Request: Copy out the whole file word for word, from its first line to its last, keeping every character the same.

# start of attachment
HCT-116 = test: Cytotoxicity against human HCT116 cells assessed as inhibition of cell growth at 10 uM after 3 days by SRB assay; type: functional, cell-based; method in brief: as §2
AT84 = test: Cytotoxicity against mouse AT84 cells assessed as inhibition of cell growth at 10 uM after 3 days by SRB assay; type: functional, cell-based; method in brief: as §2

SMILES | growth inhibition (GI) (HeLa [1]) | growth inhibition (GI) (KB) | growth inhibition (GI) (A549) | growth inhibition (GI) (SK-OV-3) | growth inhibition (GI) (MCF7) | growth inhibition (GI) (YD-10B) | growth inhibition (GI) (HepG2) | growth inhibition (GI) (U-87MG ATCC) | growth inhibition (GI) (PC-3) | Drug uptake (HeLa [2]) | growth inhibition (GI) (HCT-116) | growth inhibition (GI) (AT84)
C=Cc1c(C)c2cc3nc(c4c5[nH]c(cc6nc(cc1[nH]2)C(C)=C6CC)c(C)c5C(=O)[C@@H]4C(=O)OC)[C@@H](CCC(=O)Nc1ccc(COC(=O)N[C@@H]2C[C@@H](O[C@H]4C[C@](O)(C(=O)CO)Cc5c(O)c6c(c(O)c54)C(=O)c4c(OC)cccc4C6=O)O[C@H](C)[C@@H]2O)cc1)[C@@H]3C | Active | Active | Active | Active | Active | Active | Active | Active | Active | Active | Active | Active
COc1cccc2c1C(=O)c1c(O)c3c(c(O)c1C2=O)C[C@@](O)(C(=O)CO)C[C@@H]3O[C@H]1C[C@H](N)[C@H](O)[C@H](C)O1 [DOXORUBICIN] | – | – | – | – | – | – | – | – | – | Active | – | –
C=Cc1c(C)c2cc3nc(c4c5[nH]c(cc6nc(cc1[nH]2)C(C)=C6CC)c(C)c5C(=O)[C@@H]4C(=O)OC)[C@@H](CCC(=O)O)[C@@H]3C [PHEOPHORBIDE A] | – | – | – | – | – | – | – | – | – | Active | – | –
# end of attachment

HCT-116 = test: Cytotoxicity against human HCT116 cells assessed as inhibition of cell growth at 10 uM after 3 days by SRB assay; type: functional, cell-based; method in brief: as §2
AT84 = test: Cytotoxicity against mouse AT84 cells assessed as inhibition of cell growth at 10 uM after 3 days by SRB assay; type: functional, cell-based; method in brief: as §2

SMILES | growth inhibition (GI) (HeLa [1]) | growth inhibition (GI) (KB) | growth inhibition (GI) (A549) | growth inhibition (GI) (SK-OV-3) | growth inhibition (GI) (MCF7) | growth inhibition (GI) (YD-10B) | growth inhibition (GI) (HepG2) | growth inhibition (GI) (U-87MG ATCC) | growth inhibition (GI) (PC-3) | Drug uptake (HeLa [2]) | growth inhibition (GI) (HCT-116) | growth inhibition (GI) (AT84)
C=Cc1c(C)c2cc3nc(c4c5[nH]c(cc6nc(cc1[nH]2)C(C)=C6CC)c(C)c5C(=O)[C@@H]4C(=O)OC)[C@@H](CCC(=O)Nc1ccc(COC(=O)N[C@@H]2C[C@@H](O[C@H]4C[C@](O)(C(=O)CO)Cc5c(O)c6c(c(O)c54)C(=O)c4c(OC)cccc4C6=O)O[C@H](C)[C@@H]2O)cc1)[C@@H]3C | Active | Active | Active | Active | Active | Active | Active | Active | Active | Active | Active | Active
COc1cccc2c1C(=O)c1c(O)c3c(c(O)c1C2=O)C[C@@](O)(C(=O)CO)C[C@@H]3O[C@H]1C[C@H](N)[C@H](O)[C@H](C)O1 [DOXORUBICIN] | – | – | – | – | – | – | – | – | – | Active | – | –
C=Cc1c(C)c2cc3nc(c4c5[nH]c(cc6nc(cc1[nH]2)C(C)=C6CC)c(C)c5C(=O)[C@@H]4C(=O)OC)[C@@H](CCC(=O)O)[C@@H]3C [PHEOPHORBIDE A] | – | – | – | – | – | – | – | – | – | Active | – | –